It seemed like a good idea. My son and I had spent time during the first week of our family vacation watching cycling at the London Olympics. Not in real life I hasten to add. We are five time zones away in the USA and so we watched Bradley Wiggins and his facial hair winning gold on TV. The end result was that I suggested we go for a cycle ride.
And my son said yes. I am not sure why I was surprised. It was hard to watch the Olympics without feeling excited and patriotic, and feeling the urge to do it ourselves. Bradley made it all look so easy.
I prepared myself well – energy bar, training shoes, air-dry shirt, ‘go-faster’ shorts. I even checked tire pressures on my bike. My son didn’t seem quite so focused – orange water, flip flops, Barcelona T-shirt, swim shorts. And its two years since the bike he uses was the right size.
So off we set. Complete with helmets, cell phone, first aid kit, $20, an extra bottle of orange water and a wave from my wife and daughter on their way to the beach.
Ever the dutiful father, I started by positioning myself adjacent to my son so I could pass on advice about cycling up and down hills, gear changes and road positioning. I had cycled our route a few times – 5 miles out and 5 miles back – and hoped it wouldn’t be too strenuous for him. How wrong I was. My son cruised up and down the hills as if they weren’t there. Flip flops flapping and t-shirt blowing. We stopped briefly when we reached our outward destination – just long enough for him to refuel with orange water, whilst I struggled to cool down and catch my breath.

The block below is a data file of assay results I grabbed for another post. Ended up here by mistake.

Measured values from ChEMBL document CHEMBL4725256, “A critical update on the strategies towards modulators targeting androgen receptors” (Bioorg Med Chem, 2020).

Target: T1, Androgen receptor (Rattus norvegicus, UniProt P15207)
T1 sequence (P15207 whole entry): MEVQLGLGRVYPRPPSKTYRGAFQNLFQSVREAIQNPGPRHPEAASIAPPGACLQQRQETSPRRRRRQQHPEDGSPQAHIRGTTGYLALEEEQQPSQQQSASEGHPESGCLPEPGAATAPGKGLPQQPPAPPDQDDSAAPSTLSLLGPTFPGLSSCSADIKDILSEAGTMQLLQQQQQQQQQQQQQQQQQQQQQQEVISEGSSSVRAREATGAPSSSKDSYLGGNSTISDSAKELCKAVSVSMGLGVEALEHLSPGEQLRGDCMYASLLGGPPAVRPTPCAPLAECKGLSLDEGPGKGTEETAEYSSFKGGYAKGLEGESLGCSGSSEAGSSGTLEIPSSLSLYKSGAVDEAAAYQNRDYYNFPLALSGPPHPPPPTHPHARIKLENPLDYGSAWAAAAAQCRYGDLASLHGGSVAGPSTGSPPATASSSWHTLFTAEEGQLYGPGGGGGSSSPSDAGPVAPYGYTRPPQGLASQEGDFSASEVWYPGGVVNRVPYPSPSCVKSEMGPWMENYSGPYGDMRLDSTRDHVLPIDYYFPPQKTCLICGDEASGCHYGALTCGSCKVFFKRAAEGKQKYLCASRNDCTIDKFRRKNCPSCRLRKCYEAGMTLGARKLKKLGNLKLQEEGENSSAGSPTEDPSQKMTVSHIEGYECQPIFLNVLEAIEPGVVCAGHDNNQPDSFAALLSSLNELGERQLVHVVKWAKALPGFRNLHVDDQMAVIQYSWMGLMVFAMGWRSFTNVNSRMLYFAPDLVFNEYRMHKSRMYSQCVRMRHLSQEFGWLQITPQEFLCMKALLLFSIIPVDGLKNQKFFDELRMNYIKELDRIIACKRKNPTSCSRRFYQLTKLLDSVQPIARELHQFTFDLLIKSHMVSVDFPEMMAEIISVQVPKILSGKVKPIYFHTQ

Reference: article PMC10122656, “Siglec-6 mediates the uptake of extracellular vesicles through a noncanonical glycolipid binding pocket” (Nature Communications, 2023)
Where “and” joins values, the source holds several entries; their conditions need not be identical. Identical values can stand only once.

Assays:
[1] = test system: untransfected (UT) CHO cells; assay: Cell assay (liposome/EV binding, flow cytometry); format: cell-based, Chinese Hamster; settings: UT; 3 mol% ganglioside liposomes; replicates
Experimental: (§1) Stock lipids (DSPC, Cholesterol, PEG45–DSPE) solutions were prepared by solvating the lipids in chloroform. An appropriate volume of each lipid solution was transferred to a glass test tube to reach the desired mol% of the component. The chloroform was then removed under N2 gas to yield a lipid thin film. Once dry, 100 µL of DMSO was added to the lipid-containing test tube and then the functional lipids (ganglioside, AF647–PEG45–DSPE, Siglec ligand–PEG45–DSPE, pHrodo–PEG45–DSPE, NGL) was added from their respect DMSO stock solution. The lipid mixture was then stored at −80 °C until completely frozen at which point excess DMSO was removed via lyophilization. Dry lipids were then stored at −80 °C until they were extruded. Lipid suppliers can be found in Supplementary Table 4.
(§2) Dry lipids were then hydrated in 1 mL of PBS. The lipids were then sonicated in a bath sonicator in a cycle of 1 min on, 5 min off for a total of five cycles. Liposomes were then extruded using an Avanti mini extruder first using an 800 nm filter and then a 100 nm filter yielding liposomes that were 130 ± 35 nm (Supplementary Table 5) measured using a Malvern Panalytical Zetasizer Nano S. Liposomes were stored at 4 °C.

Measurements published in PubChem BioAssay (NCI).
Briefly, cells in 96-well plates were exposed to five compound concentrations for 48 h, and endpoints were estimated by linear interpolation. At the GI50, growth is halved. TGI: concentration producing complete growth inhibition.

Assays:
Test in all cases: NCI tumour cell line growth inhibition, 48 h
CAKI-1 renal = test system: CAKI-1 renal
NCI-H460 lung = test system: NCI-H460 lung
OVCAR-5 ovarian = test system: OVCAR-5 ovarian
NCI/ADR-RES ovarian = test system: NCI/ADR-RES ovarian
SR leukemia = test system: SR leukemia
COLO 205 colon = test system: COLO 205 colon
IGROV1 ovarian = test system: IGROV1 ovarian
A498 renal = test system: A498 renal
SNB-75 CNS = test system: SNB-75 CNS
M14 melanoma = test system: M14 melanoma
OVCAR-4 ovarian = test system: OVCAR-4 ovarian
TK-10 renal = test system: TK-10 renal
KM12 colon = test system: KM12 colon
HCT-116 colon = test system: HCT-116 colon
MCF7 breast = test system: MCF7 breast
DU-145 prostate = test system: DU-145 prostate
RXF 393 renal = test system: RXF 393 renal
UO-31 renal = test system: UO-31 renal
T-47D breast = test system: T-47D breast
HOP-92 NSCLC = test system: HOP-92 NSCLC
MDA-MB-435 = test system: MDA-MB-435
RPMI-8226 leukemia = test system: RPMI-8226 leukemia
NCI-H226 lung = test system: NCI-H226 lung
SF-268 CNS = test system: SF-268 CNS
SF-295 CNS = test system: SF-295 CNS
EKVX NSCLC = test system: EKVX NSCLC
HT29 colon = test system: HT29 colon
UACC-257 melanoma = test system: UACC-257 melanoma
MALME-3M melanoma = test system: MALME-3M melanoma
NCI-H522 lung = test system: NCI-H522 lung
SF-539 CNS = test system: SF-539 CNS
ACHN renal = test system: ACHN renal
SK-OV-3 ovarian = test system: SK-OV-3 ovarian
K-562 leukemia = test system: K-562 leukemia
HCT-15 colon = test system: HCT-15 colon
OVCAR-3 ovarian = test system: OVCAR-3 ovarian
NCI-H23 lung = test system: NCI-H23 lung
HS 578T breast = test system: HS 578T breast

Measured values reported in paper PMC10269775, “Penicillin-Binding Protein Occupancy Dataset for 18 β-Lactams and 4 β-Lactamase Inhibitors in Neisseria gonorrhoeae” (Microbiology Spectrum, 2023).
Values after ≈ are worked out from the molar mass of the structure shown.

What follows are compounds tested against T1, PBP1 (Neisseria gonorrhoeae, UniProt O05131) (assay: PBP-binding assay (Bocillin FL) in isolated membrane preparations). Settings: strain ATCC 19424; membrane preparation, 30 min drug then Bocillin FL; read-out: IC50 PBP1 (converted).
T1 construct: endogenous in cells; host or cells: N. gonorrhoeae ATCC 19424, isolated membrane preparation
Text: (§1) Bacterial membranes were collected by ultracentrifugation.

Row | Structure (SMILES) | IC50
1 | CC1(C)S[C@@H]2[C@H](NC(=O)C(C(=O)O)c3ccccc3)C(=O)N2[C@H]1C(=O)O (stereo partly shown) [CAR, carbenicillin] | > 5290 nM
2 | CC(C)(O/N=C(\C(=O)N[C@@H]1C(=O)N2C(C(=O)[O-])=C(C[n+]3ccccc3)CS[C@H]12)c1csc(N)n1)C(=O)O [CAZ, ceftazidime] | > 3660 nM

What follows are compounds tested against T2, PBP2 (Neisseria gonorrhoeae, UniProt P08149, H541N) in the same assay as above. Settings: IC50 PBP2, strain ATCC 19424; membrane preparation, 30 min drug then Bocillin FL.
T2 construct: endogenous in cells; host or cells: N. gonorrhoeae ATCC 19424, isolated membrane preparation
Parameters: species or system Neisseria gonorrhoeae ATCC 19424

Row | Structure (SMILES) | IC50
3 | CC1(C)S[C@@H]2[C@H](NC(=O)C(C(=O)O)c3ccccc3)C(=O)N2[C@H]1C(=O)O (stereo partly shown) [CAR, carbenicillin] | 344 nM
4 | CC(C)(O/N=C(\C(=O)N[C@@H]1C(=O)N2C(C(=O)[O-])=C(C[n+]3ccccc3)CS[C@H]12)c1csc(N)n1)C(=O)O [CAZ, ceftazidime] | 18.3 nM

He asked if we had to go back or whether we could go further. My best excuse was that my wife was expecting us so we should head back. I was quite impressed with this on the spur of the moment. He sailed back just as easily…with me cycling madly – and sweating profusely – just trying to keep up.
OK. He is only fifteen. And I am not. But he enjoyed our ride – and so did I. We will be going out again. I may choose a steeper hill next time just to see if I can outlast him. I am not holding my breath!
Vacations are a time for family. Cycling with my son. Swimming with my daughter. Sitting on the deck with my wife. Eating with my family. These are special moments. My family means everything to me. Relationships with our families are unconditional. They are not based on how well we perform in the job we do, the title we hold, or the salary we earn. They are our family. They are there for me.
Vacations are also a time for friends. We have great friends we see every summer. Our families have grown up together. Jumped off the dock together. Became teenagers together.
We have known these friends for nearly ten years. We only ever see them once or twice a year but they are definitely some of the best friends we have. We spend time telling stories – both funny and sad. We talk about our families, our work and our futures. We listen. We reflect. And we laugh a lot. I feel better.
At all times – but especially in times of change – family and friends are really important. And at times of change investing in family and friends is really important and great fun!